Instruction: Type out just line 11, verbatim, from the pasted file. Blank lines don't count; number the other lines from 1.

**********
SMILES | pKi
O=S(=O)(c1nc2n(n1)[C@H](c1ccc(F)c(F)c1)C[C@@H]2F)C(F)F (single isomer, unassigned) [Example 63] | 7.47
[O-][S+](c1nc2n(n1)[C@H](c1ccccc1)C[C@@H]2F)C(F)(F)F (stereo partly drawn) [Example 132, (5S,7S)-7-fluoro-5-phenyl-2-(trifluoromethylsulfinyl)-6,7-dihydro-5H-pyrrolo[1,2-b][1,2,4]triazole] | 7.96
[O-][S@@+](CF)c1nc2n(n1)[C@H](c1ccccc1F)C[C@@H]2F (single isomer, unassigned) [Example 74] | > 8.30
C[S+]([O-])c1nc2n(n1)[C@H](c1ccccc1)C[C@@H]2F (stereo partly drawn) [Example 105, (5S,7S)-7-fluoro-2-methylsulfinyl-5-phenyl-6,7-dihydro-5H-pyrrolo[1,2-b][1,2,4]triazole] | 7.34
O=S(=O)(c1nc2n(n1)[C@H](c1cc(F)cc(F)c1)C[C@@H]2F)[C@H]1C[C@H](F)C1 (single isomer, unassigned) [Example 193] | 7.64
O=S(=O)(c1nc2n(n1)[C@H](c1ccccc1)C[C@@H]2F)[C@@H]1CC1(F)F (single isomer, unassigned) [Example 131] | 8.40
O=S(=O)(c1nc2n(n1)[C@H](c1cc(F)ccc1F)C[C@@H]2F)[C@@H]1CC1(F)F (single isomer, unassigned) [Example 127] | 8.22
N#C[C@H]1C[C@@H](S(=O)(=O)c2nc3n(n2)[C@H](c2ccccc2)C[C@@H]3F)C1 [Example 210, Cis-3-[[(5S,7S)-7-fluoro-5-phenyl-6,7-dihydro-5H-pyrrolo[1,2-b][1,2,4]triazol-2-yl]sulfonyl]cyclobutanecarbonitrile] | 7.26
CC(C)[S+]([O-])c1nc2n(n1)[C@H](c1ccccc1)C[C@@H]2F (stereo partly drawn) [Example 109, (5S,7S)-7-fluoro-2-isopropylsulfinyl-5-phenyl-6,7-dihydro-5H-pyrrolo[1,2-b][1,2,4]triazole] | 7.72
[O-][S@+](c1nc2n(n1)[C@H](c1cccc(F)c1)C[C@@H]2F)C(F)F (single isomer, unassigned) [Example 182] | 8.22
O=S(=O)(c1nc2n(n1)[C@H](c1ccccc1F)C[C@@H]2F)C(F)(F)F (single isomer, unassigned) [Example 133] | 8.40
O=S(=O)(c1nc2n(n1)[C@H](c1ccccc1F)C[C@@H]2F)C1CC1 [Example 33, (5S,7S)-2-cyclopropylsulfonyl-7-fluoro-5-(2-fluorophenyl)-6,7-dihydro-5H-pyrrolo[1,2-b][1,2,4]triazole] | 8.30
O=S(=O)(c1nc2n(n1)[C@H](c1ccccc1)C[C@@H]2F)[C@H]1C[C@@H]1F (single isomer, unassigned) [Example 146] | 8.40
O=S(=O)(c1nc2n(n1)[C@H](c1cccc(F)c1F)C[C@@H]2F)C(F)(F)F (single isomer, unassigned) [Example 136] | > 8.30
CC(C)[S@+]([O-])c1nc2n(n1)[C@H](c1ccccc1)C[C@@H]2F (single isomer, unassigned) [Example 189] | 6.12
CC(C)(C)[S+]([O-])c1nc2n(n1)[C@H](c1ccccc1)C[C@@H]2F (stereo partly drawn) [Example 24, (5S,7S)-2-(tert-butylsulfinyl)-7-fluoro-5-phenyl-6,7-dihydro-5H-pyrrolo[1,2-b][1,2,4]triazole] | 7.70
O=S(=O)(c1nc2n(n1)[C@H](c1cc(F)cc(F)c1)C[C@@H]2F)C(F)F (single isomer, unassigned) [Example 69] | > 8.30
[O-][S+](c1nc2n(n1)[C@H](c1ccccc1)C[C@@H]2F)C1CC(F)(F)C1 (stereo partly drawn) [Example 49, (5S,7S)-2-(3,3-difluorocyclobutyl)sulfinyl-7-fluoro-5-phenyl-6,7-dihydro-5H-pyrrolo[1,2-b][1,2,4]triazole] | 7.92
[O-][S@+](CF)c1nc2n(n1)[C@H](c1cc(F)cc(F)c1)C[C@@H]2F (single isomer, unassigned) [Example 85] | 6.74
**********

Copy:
[O-][S@+](c1nc2n(n1)[C@H](c1cccc(F)c1)C[C@@H]2F)C(F)F (single isomer, unassigned) [Example 182] | 8.22